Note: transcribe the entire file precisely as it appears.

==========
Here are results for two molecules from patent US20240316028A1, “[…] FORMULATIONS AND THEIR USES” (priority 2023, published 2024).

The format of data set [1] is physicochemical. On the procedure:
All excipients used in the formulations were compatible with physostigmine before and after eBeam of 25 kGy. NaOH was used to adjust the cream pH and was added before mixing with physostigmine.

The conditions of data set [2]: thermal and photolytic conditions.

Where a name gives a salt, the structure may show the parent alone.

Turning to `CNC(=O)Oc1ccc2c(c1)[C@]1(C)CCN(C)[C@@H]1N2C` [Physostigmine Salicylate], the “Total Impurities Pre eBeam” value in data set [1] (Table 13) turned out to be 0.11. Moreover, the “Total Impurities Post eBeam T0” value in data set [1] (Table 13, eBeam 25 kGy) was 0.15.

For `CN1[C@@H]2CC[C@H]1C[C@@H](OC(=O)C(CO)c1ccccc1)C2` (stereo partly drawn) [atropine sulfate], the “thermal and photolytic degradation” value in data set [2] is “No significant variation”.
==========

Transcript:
Here are results for two molecules from patent US20240316028A1, “[…] FORMULATIONS AND THEIR USES” (priority 2023, published 2024).

The format of data set [1] is physicochemical. On the procedure:
All excipients used in the formulations were compatible with physostigmine before and after eBeam of 25 kGy. NaOH was used to adjust the cream pH and was added before mixing with physostigmine.

The conditions of data set [2]: thermal and photolytic conditions.

Where a name gives a salt, the structure may show the parent alone.

Turning to `CNC(=O)Oc1ccc2c(c1)[C@]1(C)CCN(C)[C@@H]1N2C` [Physostigmine Salicylate], the “Total Impurities Pre eBeam” value in data set [1] (Table 13) turned out to be 0.11. Moreover, the “Total Impurities Post eBeam T0” value in data set [1] (Table 13, eBeam 25 kGy) was 0.15.

For `CN1[C@@H]2CC[C@H]1C[C@@H](OC(=O)C(CO)c1ccccc1)C2` (stereo partly drawn) [atropine sulfate], the “thermal and photolytic degradation” value in data set [2] is “No significant variation”.